Sunday lunch still alive and kicking … in time for dinner

Sunday lunch still alive and kicking ... in time for dinner

While the death of the Sunday lunch has long been foretold, research suggests that more than eight in ten of us still sit down for a traditional roast, but many people are pushing these get-togethers back until the evening.

Despite recent polls finding that Sunday lunch could soon be a thing of the past, with parents struggling to find time to prepare meals from scratch or to get the family around the table, this latest survey found that the vast majority of people still eat a Sunday meal together, but that lunch has become dinner.

Interviewers questioned 2,500 families about their weekly eating habits, finding that when it comes to Sunday, they saw a shift, with many families eschewing lunch in favour of a later gathering. Eighty-four per cent of people questioned said they still chose to cook a roast on a Sunday, but half now eat between 4.30 and 7.30pm, one in five of them between 6 and 7pm.

The survey, which the market research organisation Mintel said was a modern day census on the nation’s eating habits, found some 84 per cent of families say they find time to sit down together at least twice a week, just under half of them in the dining room. The average time to eat dinner, according to the poll, is 5.54pm in the evning, although in London, that is almost an hour later, at 6.46pm.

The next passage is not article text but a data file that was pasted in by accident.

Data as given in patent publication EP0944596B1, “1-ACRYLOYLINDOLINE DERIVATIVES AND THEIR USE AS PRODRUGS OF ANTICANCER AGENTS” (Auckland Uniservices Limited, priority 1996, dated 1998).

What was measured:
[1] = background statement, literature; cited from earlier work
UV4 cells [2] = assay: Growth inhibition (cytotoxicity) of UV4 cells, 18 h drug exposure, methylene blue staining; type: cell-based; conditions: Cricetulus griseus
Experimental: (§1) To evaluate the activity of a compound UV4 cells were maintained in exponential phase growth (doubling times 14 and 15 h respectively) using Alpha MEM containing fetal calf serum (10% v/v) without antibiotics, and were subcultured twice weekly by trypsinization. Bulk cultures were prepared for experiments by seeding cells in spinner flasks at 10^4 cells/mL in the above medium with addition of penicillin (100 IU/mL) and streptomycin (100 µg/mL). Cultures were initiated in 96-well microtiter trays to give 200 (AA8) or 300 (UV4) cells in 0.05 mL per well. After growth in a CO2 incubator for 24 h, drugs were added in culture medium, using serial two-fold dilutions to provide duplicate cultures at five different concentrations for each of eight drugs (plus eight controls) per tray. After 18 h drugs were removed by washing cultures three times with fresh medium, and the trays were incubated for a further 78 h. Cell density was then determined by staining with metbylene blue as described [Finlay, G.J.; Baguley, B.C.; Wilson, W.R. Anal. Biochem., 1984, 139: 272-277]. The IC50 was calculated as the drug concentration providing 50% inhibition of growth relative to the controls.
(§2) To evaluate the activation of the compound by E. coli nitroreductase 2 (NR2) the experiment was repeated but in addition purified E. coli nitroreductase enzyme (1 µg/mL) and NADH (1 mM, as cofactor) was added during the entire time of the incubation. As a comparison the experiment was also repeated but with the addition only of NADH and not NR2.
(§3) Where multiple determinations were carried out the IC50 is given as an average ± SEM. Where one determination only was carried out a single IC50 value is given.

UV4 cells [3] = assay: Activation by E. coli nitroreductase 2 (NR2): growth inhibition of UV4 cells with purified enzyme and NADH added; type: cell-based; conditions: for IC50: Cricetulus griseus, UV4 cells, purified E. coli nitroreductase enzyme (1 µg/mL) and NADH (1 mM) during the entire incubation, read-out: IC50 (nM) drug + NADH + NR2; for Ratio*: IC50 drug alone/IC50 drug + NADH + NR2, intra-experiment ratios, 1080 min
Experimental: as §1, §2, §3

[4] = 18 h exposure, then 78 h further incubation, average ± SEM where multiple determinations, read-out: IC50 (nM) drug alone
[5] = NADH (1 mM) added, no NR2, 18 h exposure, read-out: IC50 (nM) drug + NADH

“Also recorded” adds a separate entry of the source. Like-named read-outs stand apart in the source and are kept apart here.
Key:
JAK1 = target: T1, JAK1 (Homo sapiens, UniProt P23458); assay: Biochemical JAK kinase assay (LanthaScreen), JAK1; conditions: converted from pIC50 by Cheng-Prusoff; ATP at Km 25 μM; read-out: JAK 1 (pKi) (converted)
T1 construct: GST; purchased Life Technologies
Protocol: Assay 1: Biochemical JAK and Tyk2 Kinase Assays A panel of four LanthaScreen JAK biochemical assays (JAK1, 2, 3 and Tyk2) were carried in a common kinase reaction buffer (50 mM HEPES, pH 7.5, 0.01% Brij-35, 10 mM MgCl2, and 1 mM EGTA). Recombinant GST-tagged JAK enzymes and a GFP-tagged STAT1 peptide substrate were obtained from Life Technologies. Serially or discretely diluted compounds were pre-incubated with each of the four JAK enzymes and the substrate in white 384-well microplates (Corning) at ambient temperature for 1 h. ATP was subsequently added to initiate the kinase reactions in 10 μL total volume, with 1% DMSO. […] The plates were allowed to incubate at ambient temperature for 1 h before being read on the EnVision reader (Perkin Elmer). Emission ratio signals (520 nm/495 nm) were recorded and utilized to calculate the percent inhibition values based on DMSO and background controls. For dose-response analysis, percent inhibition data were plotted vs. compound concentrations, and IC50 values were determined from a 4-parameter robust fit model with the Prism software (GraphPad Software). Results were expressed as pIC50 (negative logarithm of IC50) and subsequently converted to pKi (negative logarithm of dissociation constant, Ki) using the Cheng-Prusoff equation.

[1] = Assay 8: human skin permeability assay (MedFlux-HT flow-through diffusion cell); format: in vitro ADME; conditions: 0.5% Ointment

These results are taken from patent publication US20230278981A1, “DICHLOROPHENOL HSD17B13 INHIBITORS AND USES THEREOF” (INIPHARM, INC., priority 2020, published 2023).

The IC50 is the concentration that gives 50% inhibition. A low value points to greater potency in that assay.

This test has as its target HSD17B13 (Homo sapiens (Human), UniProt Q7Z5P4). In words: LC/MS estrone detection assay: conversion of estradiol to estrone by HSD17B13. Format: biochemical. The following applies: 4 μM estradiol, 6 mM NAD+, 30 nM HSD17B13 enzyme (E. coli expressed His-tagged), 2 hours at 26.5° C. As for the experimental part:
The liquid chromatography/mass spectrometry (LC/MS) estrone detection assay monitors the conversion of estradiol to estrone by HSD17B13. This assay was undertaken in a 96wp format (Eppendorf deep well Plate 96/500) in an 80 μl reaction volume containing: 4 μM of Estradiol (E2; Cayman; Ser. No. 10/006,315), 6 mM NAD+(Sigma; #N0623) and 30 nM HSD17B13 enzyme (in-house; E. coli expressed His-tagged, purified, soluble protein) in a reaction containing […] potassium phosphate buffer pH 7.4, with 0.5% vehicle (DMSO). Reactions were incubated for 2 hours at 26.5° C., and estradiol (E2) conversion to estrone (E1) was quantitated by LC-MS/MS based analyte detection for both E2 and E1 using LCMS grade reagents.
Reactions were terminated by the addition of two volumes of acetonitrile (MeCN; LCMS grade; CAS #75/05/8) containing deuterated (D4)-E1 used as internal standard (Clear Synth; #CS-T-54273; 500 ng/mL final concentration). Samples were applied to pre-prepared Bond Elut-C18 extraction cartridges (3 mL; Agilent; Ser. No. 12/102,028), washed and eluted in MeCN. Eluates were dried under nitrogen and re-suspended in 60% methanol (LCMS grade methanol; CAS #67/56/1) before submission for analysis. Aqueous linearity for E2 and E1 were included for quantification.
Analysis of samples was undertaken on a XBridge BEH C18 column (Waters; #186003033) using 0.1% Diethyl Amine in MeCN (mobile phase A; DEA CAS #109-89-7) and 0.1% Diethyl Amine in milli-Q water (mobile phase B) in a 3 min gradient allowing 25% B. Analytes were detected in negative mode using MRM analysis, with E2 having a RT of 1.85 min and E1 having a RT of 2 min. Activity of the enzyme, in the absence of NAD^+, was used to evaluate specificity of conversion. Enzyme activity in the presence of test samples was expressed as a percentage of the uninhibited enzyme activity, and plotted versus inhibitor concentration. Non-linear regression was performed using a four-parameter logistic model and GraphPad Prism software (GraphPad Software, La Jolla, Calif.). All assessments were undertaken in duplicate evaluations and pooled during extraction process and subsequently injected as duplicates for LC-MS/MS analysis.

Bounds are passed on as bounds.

As for who is doing the cooking, the survey found it is still women who rule when it comes to the kitchen, with 86 per cent of women saying they do the cooking the majority of the time.

Susi Richards, the head of Food at Sainsbury’s, which commissioned the poll, said it was “reassuring” that despite the downturn, families are still recognising “the importance of eating together and the presence of routine as a way of coping with the pressures of the busy family week”.

“The shifting backwards of the Sunday lunch to early evening is a clear example of families ring-fencing meal time, but adapting tradition to suit the modern day demands of a hectic family schedule,” she said.

Jamie Oliver has campaigned for families to make sure they sit down to eat together at least once a week.

He said at the time: “My dream scenario would be for families to eat together every night, but there’s no point being unrealistic.”

He said he wanted to see people “make a little effort once a week to get together around a table and break bread with your family and friends”. Join us in a cooking revolution (blog)